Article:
"I personally believe that it can. And, of course, changes need to be implemented, but the changes that were imposed by the new law are not satisfactory. It's true that economic growth has been slow in the last four years, but when compared with other European countries, the situation is not that bad. So the assessment that France cannot afford it , very often meets the goal of getting rid of some of the benefits that French employees enjoy," says Professor Viguier.
But other experts argue that not all segments of society enjoy these benefits and that it is wrong to single out young people to bear the brunt of reform.
Harvard University political economist Peter Hall says the trick is to determine which types of reform are most appropriate. "That's one of the key issues here. France protects its jobs more than most countries. And, probably, it would have to move to policies which make it easier for companies to lay off workers," says Hall.
But analysts familiar with France's history of social dissent note that more comprehensive reform would have caused an even larger furor. They cite the 1968 student uprising for more cultural freedom and the 1995 protests that forced politicians to abandon their efforts to reform social security. The French replaced two governments in the 1990s to protest changes to retirement and employment benefits. Many analysts point to this as proof that the real problem is that the French are afraid of losing their social benefits to globalization.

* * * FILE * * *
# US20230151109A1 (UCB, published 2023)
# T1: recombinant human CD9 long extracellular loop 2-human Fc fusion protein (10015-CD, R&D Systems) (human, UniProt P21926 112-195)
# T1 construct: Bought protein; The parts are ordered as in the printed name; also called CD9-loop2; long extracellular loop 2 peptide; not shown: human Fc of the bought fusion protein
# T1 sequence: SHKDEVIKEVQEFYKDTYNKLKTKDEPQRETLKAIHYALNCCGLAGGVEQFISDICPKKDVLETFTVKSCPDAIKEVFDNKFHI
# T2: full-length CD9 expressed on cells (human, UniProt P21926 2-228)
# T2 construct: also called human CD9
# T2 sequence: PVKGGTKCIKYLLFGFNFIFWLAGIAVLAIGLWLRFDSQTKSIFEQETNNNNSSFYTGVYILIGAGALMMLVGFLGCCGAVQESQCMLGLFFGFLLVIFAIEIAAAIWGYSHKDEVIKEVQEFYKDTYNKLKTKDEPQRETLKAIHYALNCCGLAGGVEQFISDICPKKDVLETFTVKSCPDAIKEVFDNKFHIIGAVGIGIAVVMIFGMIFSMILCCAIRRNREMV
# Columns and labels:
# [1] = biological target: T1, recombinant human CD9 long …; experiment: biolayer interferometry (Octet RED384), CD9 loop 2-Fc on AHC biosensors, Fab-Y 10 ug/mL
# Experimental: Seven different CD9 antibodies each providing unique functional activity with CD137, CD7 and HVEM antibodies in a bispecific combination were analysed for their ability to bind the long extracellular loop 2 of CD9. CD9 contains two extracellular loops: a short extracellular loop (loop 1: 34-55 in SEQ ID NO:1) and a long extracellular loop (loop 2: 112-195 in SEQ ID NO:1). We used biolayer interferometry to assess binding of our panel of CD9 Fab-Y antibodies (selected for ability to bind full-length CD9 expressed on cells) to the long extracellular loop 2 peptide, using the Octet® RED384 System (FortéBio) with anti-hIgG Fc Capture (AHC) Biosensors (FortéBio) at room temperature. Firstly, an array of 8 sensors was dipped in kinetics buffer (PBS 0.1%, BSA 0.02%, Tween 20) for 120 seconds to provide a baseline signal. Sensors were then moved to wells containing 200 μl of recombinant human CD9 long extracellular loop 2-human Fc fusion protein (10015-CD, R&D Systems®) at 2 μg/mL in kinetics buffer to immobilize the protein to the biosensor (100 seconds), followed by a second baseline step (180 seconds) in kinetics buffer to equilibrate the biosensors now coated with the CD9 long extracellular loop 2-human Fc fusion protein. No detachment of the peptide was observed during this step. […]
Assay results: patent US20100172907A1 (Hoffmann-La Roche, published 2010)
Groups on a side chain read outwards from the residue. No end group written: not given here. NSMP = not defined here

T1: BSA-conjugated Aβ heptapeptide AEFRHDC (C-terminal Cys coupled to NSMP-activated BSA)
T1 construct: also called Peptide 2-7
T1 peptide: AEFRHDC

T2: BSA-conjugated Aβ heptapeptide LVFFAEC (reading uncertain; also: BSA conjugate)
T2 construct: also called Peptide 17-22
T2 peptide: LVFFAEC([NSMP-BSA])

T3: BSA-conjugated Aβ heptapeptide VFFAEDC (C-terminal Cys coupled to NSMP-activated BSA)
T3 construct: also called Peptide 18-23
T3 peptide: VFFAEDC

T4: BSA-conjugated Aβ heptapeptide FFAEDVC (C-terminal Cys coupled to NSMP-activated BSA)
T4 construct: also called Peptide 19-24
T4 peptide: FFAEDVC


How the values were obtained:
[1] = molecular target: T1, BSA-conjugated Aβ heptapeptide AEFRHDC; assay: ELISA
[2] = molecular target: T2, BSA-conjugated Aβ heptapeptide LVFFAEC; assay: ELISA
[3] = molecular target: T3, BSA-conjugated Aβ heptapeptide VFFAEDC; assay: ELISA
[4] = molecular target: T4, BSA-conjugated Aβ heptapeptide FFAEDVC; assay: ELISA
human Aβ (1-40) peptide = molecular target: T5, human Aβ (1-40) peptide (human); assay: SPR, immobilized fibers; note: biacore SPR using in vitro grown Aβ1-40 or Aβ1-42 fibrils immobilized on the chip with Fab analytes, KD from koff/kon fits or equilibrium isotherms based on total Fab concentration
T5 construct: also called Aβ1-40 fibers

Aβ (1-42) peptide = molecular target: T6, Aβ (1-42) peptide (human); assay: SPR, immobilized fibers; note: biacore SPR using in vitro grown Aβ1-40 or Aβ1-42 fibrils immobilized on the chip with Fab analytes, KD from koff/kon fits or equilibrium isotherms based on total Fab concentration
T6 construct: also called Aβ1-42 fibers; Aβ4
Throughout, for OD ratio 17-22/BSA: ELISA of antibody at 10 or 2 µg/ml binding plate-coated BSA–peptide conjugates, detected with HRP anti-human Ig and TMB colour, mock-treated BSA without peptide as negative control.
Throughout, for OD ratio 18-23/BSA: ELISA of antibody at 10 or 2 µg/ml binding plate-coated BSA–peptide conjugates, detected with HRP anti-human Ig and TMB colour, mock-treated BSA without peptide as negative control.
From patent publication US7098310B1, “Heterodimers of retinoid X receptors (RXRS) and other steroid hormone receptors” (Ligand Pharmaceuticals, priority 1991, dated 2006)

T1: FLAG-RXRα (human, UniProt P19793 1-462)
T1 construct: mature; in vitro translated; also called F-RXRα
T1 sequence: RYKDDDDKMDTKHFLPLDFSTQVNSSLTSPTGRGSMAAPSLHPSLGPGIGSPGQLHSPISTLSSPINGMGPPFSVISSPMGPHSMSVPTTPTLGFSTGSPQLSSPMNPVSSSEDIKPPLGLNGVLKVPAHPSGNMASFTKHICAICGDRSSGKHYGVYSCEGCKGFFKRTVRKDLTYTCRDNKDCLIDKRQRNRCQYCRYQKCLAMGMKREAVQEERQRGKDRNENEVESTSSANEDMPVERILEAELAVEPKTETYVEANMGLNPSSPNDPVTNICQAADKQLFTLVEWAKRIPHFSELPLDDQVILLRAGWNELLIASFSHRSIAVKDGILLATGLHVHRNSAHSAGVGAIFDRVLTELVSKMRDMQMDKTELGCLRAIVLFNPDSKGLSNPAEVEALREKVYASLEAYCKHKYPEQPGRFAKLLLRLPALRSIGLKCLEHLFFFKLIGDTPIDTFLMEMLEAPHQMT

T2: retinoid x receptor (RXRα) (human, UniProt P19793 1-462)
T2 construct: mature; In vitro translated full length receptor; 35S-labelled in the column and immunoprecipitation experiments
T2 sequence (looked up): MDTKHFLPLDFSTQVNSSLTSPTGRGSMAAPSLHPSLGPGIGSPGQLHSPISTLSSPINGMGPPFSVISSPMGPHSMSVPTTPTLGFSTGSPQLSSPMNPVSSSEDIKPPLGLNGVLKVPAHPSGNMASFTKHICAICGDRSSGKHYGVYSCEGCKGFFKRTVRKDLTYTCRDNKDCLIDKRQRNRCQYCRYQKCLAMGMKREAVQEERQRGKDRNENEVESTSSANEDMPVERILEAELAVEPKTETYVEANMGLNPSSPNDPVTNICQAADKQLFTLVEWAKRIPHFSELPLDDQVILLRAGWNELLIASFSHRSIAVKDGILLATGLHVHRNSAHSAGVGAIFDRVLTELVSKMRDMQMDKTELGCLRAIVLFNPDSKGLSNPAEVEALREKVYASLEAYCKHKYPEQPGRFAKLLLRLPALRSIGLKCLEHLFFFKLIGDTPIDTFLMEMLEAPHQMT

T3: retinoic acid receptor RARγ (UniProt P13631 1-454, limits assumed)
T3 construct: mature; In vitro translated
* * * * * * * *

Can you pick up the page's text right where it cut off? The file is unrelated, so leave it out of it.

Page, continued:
George Washington University's Alexis Debat says this is a cultural dilemma because the French worry about having to contend with what they perceive as an Anglo-Saxon brand of globalization.
"Of course, globalization is not Anglo-Saxon. But part of the problem is that the socio-economic system that France is living under is now a major component of French identity. And easing labor restrictions, for example, is considered to be a violation of this identity and an import of an Anglo-Saxon business culture," says Debat.
Some analysts say the French view the European Union in the same way. They welcomed it at first, then retreated into protectionism to block incoming foreign labor, and finally became skeptical of the path their country is taking. But Harvard University's Peter Hall says these problems are not uniquely French.
"We find in most of Western countries slow economic growth, which means that jobs are being created slowly and that generous social benefits systems developed in the 1960s and 1970s are often unaffordable. So in one way or another, all of these countries face this problem," says Hall.
Some observers say France and its neighbors may find it harder to maintain their social welfare benefits as they try to compete in the global market. Others say the current protests are as much a rejection of globalization as a rejection of the way The First Employment Contract was passed in parliament. But they add that the French also know that their society is in gridlock, and that, sooner or later, they must make room for some sort of change.
This story was first broadcast on the English news program,VOA News Now. For other Focus reports click here.